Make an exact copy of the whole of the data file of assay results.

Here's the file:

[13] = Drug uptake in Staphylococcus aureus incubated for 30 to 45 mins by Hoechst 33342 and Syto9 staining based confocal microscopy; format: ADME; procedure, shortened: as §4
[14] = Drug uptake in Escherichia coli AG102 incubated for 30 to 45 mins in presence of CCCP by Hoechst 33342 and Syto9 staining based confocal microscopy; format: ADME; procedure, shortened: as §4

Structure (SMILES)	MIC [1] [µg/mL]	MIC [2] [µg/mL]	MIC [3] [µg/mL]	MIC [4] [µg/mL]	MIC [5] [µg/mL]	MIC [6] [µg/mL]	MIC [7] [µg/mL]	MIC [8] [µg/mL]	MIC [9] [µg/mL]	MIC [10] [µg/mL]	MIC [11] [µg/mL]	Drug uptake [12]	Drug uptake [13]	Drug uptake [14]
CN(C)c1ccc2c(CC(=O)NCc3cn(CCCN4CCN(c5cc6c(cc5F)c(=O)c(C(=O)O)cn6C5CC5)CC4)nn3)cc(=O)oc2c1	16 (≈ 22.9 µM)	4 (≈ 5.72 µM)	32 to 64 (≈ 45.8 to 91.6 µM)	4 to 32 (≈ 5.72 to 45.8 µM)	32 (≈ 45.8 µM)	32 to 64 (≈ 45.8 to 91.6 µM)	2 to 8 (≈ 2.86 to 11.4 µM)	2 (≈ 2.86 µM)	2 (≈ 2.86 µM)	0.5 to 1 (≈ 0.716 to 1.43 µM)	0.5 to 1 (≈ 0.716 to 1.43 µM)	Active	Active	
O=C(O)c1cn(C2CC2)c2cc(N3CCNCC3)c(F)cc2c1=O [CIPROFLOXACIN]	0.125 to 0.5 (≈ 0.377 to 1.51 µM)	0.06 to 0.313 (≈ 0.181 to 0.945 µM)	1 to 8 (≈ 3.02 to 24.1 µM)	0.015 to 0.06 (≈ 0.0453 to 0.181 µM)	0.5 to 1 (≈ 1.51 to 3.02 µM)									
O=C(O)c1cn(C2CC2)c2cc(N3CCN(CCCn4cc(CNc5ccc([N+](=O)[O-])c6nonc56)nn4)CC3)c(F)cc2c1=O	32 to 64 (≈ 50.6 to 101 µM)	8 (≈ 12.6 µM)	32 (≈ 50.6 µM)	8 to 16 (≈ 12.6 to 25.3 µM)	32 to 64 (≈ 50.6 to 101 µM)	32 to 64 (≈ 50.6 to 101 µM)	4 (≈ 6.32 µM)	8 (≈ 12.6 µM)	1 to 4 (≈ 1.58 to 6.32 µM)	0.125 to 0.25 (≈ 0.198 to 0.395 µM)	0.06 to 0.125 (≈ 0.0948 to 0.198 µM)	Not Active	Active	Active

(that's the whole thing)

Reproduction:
[13] = Drug uptake in Staphylococcus aureus incubated for 30 to 45 mins by Hoechst 33342 and Syto9 staining based confocal microscopy; format: ADME; procedure, shortened: as §4
[14] = Drug uptake in Escherichia coli AG102 incubated for 30 to 45 mins in presence of CCCP by Hoechst 33342 and Syto9 staining based confocal microscopy; format: ADME; procedure, shortened: as §4

Structure (SMILES)	MIC [1] [µg/mL]	MIC [2] [µg/mL]	MIC [3] [µg/mL]	MIC [4] [µg/mL]	MIC [5] [µg/mL]	MIC [6] [µg/mL]	MIC [7] [µg/mL]	MIC [8] [µg/mL]	MIC [9] [µg/mL]	MIC [10] [µg/mL]	MIC [11] [µg/mL]	Drug uptake [12]	Drug uptake [13]	Drug uptake [14]
CN(C)c1ccc2c(CC(=O)NCc3cn(CCCN4CCN(c5cc6c(cc5F)c(=O)c(C(=O)O)cn6C5CC5)CC4)nn3)cc(=O)oc2c1	16 (≈ 22.9 µM)	4 (≈ 5.72 µM)	32 to 64 (≈ 45.8 to 91.6 µM)	4 to 32 (≈ 5.72 to 45.8 µM)	32 (≈ 45.8 µM)	32 to 64 (≈ 45.8 to 91.6 µM)	2 to 8 (≈ 2.86 to 11.4 µM)	2 (≈ 2.86 µM)	2 (≈ 2.86 µM)	0.5 to 1 (≈ 0.716 to 1.43 µM)	0.5 to 1 (≈ 0.716 to 1.43 µM)	Active	Active	
O=C(O)c1cn(C2CC2)c2cc(N3CCNCC3)c(F)cc2c1=O [CIPROFLOXACIN]	0.125 to 0.5 (≈ 0.377 to 1.51 µM)	0.06 to 0.313 (≈ 0.181 to 0.945 µM)	1 to 8 (≈ 3.02 to 24.1 µM)	0.015 to 0.06 (≈ 0.0453 to 0.181 µM)	0.5 to 1 (≈ 1.51 to 3.02 µM)									
O=C(O)c1cn(C2CC2)c2cc(N3CCN(CCCn4cc(CNc5ccc([N+](=O)[O-])c6nonc56)nn4)CC3)c(F)cc2c1=O	32 to 64 (≈ 50.6 to 101 µM)	8 (≈ 12.6 µM)	32 (≈ 50.6 µM)	8 to 16 (≈ 12.6 to 25.3 µM)	32 to 64 (≈ 50.6 to 101 µM)	32 to 64 (≈ 50.6 to 101 µM)	4 (≈ 6.32 µM)	8 (≈ 12.6 µM)	1 to 4 (≈ 1.58 to 6.32 µM)	0.125 to 0.25 (≈ 0.198 to 0.395 µM)	0.06 to 0.125 (≈ 0.0948 to 0.198 µM)	Not Active	Active	Active